Tuesday, October 30, 2012


The election draws closer, Hurricane Sandy is all over the news, and I'm wondering just how long it will take for the tinfoil hat conspiracy theorists to decide that President Obama and NOAA deliberately caused the Frankenstorm just to make the President look good right before the election. It would be totally in character for the wingnuts; they alternate between asserting that President Obama is an incompetent loser who hasn't achieved a single thing during his time in office and ascribing almost superhuman powers to him. I've always wondered how people can manage to function without their heads exploding when they spout two completely contradictory ideas simultaneously, but they do it. It's also pretty much guaranteed the same Tea Party fanatics who were working themselves into a frenzy over Obamacare and too much big government will be first in line looking for government help when the storm blows itself out.

On the local level, as the election approaches we're being buried under an avalanche of paper advertising. At least two print shops are doing very, very well this year. The Republicans are determined to convince us to vote for three specific candidates for the Michigan Supreme Court, and the Democrats are determined to convince us that Matt Huuki (our current state representative) is more interested in raping the environment and lining his own pockets than he is in the legitimate concerns of his constituents. I keep expecting the next flyer to denounce Matt as the Anti-Christ -- the graphics and text are growing more dramatic with each mailing. He does seem to be much too cozy with Rio Tinto for my taste, though, and was one of the legislators who basically handed the Upper Peninsula to the mining companies and said, in essence, "Rape away and don't worry about cleaning up the toxic mess you leave." He may not be the Anti-Christ, but he's definitely a corporate tool. He does a lot of cheerleading for mining interests, but doesn't seem to get it that extractive industries are never the route to long-term economic stability. It doesn't matter what the mineral is; there's going to be a finite amount of it. Sooner or later, every mine closes, the mining company moves out, and the local people are left with the sediment ponds, tailings dumps, and beaches black with stamp sand.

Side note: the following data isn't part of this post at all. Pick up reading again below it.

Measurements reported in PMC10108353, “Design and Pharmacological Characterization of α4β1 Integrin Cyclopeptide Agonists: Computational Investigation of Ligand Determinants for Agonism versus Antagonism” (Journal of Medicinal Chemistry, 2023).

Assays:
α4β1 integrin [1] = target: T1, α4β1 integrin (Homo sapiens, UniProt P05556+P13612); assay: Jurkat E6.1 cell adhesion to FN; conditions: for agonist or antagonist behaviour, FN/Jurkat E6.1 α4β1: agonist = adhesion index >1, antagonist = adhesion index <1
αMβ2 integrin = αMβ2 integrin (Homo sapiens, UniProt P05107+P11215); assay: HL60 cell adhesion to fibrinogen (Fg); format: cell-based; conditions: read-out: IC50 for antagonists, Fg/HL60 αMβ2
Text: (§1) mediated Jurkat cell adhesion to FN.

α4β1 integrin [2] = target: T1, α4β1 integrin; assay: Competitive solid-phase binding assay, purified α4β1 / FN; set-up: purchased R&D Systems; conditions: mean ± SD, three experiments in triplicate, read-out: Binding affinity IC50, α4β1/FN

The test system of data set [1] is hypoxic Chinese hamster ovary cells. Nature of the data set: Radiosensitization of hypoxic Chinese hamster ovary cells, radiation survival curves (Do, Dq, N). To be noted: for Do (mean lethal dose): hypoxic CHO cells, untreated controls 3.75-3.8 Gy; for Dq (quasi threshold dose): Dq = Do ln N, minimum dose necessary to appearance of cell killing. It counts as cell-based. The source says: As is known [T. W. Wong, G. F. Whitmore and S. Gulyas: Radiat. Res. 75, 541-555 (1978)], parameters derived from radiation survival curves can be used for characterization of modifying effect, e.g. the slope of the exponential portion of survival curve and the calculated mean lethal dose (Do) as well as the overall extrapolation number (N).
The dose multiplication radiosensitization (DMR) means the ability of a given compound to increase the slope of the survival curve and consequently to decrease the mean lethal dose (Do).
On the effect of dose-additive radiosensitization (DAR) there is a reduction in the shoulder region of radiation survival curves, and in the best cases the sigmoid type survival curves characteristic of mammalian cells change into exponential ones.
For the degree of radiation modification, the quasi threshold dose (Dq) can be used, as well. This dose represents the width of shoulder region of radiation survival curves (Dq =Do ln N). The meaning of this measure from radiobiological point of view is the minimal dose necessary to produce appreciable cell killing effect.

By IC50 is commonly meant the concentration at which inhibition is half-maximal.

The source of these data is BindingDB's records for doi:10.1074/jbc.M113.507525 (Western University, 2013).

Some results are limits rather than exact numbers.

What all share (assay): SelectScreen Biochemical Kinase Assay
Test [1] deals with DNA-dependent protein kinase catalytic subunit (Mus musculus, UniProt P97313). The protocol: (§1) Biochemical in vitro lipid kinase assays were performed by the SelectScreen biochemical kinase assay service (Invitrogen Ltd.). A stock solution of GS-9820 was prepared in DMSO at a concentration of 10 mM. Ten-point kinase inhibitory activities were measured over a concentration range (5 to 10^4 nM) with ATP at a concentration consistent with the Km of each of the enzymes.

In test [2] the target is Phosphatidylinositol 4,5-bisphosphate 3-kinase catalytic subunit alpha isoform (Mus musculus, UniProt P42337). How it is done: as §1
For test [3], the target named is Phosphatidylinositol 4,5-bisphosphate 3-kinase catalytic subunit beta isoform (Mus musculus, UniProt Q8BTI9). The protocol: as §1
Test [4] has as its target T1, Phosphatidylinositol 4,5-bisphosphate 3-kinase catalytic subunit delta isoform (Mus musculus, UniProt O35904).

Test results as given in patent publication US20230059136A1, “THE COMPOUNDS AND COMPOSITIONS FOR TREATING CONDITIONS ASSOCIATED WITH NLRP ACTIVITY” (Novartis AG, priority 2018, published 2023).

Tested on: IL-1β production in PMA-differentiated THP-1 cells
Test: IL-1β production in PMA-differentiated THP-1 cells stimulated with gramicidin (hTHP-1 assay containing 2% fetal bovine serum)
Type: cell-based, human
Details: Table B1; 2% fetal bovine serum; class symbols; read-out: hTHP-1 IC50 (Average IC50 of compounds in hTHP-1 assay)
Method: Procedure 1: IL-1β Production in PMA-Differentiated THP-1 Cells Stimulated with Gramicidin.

In any case, I really wish Michigan allowed early voting. I know there's going to be a line at the polls next week; I am looking back nostalgically at Georgia. There were lines there, too, even with early voting, but it definitely eliminated some of the congestion on election day itself. I know some politicians dislike the idea of early voting (it eliminates the effectiveness of last minute electioneering), but it's a boon to the voters.


  1. Nan,
    I think I will vote early today.


  2. Read this and weep.


  3. Too damn much tension...I can't wait until this is over - I was disgusted with George Bush; but I can't picture the disaster of a Romney presidency with a Republican Legislature.
    the Ol'Buzzard


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